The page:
projections and budgeted costings. The objective is to maintain prudent lending standards while serving creditworthy borrowers.” Developers can also benefit from FIMBank Direct, FIMBank’s recently launched digital banking system. “FIMBank Direct is a secure digital banking platform, which allows customers to perform a multitude of corporate banking transactions online with complete peace of mind,” says Ms Said. “Through this platform, developers are able to open current accounts, savings accounts and fixed term deposits, and can perform both local and multi-currency payments. FIMBank Direct is equipped with best-of-breed

“We believe the best way to service the requirements of our real estate clients is to evaluate and respond to evolving market conditions, and to develop products which address these realities.” FIMBank’s Head of Real Estate, Jason Zammit 86



“Our clients benefit from our expertise, skills and in-depth knowledge of the local property market.” FIMBank’s Vice President, Maria Said security features, where clients may log in and perform payment transactions through the FIMBank CAM App, with no need to carry an additional hardware token.” Looking towards the future for FIMBank, Mr Zammit outlines the bank’s vision. “An approach to building new vertical lines of business conforms with FIMBank’s overall strategy – that is, developing innovative and quality banking solutions that adapt to changing market conditions,” he says. The bank’s value proposition is ultimately what its positioning allows – the combination of traditional banking and advanced technology, which provides clients with high value-added products and quality service. “We are fortunate in that we do not have SEPTEMBER 2017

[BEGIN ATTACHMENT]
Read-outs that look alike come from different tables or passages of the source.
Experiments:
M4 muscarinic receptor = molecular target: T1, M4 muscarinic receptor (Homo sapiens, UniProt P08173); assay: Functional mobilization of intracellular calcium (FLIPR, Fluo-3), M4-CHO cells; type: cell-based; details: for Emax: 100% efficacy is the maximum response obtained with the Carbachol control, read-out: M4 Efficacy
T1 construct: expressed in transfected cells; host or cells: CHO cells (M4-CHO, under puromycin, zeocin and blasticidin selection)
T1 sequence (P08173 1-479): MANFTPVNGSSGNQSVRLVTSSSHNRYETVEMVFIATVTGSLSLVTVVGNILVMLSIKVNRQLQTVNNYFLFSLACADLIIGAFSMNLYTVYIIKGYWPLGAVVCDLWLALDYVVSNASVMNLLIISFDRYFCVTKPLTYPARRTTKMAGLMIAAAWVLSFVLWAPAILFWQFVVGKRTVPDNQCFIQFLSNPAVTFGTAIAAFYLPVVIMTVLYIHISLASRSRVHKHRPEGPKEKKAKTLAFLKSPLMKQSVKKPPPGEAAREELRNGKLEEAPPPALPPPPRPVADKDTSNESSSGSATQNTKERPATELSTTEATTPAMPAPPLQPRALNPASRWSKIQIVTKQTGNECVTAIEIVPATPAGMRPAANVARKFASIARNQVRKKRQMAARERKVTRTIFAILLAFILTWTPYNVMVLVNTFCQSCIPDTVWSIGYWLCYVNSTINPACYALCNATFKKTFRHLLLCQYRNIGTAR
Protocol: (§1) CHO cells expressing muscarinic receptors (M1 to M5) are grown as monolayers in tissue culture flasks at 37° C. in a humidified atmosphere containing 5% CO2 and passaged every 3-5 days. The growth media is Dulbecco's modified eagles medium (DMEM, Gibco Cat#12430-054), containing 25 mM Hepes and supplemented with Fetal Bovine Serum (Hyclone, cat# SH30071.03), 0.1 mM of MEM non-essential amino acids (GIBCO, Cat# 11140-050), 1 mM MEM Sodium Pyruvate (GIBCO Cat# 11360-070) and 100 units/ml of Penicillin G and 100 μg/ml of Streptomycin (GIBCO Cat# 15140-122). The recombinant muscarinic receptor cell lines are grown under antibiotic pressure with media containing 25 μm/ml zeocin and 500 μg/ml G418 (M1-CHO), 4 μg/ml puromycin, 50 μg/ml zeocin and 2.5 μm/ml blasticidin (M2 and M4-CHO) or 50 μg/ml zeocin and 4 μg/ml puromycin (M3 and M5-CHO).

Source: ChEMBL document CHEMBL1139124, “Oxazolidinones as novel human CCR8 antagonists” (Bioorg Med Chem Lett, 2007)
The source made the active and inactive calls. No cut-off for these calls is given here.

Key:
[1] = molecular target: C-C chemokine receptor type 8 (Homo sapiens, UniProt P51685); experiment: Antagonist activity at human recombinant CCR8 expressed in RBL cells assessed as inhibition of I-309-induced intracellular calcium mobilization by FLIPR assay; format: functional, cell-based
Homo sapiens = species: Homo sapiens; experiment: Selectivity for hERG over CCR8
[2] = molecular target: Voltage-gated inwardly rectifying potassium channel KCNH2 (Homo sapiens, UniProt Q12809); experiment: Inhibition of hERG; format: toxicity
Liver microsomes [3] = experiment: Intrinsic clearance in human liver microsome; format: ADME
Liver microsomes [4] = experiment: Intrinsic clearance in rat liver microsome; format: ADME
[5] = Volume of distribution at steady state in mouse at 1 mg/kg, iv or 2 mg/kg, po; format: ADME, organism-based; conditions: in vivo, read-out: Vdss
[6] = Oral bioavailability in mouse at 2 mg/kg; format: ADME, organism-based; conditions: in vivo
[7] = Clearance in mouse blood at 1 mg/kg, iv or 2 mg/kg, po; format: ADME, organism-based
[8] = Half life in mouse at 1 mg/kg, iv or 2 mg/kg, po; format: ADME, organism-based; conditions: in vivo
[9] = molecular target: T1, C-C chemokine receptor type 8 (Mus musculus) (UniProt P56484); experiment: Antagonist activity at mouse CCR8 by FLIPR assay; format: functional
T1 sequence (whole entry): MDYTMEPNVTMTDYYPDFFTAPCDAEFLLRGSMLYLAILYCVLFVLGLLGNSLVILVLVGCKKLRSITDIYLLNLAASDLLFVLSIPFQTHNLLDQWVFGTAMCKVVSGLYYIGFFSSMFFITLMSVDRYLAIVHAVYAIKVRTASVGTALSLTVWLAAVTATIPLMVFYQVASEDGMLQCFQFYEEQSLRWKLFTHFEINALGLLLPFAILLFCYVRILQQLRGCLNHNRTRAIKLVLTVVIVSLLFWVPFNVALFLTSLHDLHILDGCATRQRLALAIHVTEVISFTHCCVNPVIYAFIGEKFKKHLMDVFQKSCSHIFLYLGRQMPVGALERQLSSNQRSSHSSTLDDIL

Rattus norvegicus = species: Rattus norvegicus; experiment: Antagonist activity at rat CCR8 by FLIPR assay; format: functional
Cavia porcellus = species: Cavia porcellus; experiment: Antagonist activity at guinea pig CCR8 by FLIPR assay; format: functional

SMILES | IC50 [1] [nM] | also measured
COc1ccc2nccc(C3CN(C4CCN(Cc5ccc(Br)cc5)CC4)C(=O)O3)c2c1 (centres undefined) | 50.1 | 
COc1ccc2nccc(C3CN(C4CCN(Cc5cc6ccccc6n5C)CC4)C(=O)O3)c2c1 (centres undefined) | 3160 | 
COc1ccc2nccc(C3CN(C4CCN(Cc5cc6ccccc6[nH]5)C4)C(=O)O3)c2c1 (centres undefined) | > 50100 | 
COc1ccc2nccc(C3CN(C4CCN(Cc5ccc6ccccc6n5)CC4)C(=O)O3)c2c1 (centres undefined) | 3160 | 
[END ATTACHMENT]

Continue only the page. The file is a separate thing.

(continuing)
any legacy issues; hence we can view real estate business with an open mind, being constantly receptive to innovation and new ideas. Notwithstanding, we are mindful of the fact that customers require easy access to their relationship officer. At FIMBank, we pride ourselves on the fact that you can always talk to your banker, and that business is conducted on a one-to-one basis. We therefore invite developers to come and discuss their forthcoming projects with us, and experience the new face of Real Estate Finance.” cc For further information regarding the FIMBank Developer Suite contact or call on 2132 2100.​ 87